The best way to prepare for a career in consulting is to work with someone with experience in the industry. They can provide guidance on firm-specific interviews, casing, coffee chats, salary negotiation, promotions, and much more. Here are a couple of our most popular consulting coaches, browse all of them here.
4. Political Science/Law
These more liberal arts-focused majors teach students how to speak and write persuasively and negotiate conflict, both of which are integral to working with consulting clients. Though you’ll deal far less with numbers, these skills are as important for your potential day-to-day tasks. Additionally, you’ll learn how to think analytically through different points of view. Lawyers have to be able to read a given situation from multiple perspectives, which is exactly what you’ll do with your client's problems.
Like with statistics, you may find it helpful to take an econ, finance, or other business minor in order to learn the skills that you won’t find in the humanities. For example, you’ll want to feel comfortable with Excel, financial statements, and profit/valuation models.
5. Specialty Major
There are many different kinds of specific consulting industries and if these are your goal, then you should gain experience in those areas. For example, IT is a popular area of consulting. For this, a major like computer science, information systems, data analytics, or cybersecurity will set you up better for success than a business one.
Additionally, there is healthcare/biotech consulting. For this area, you may want to study biology or a similar discipline. Another growing field is sustainability consulting. Depending on your interests, a major related to energy would likely give you the most relevant knowledge and skills.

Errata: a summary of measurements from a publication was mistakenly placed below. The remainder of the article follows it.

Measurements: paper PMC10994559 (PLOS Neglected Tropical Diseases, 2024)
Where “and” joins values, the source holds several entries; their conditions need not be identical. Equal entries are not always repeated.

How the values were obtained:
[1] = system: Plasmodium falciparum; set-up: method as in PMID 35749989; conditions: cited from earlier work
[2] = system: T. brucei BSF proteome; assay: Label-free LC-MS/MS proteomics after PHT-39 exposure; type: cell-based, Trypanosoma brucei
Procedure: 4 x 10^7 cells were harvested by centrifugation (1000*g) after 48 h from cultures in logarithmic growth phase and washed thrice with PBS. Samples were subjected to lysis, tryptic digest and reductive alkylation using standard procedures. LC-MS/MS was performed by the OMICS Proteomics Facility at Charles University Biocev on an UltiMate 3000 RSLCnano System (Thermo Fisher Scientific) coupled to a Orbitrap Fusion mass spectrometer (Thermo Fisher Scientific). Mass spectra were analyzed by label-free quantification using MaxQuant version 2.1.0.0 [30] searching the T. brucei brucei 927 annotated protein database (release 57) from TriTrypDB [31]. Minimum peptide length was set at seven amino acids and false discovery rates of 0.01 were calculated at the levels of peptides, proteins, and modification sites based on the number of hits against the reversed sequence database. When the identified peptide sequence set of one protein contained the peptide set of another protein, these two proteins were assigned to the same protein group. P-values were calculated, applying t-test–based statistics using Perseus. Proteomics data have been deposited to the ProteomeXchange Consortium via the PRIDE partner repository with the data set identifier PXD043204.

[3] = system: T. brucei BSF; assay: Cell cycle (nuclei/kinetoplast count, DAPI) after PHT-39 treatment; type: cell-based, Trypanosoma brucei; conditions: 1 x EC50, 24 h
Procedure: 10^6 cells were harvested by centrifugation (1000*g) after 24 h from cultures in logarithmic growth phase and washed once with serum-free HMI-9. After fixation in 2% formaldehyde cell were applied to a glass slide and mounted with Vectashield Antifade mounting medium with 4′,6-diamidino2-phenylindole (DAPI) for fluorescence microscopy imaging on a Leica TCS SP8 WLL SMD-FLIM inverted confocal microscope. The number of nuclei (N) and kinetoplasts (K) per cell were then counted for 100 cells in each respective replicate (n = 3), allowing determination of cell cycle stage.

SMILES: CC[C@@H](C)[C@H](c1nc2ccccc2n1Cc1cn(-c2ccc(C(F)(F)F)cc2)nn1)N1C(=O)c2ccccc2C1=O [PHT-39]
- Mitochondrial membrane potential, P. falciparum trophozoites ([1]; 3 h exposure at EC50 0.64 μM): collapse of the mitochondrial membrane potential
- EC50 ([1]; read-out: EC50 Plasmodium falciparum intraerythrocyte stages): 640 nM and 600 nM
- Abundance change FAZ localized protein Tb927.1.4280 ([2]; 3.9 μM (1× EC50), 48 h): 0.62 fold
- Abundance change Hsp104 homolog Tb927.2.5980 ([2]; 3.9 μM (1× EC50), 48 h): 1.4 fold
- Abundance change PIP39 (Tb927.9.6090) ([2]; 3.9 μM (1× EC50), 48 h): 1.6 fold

Lastly, engineering majors are incredibly helpful for a vast majority of careers, including consulting. Many management consultants with experience in engineering are employed by the government to help with important public projects. You’ll also be able to work with clients that have a more technical product. Studying engineering demonstrates a foundational competency with mathematics, which as mentioned above, is key to many consulting tasks.
Where Can I Start?
At the end of the day, your background is less important than the concrete, specific skills that you bring to the table. Top consulting firms are looking for diverse candidates. If everyone studied the same thing at the same few schools, no one would have a different perspective. On top of classwork for your major, think about whether you are learning analytical skills, problem-solving, creative thinking, leadership, and some kind of numbers analysis. Showing that you have what it takes to actually do the job will get you closer to being hired than choosing the right major.
As mentioned, the best way to start preparing for a career in consulting is to work with a coach or mentor who can help you figure out your networking strategy, learn case interviews, practice behavioral interviews, understand the skills you need to know, and much more. See all of our consulting coaches here and our college admissions coaches here.
Here are several other articles you may find interesting:
- How to Network for Management Consulting
- Top 3 Tactics to Ace Your Case Interview
- A Comprehensive Guide to McKinsey & Co., Boston Consulting Group, and Bain & Co.
- How to Get an Interview at Bain & Co.
- From No Offers to Multiple Offers--How to Take Your Casing to the Next Level
- A Day in the Life of a Management Consultant
- An Expert’s Guide to Resumes: 5 Tips to Make You Stand Out
- Best 30 Free Resources to Get Into Management Consulting
- How to Negotiate Your Salary - with Example Emails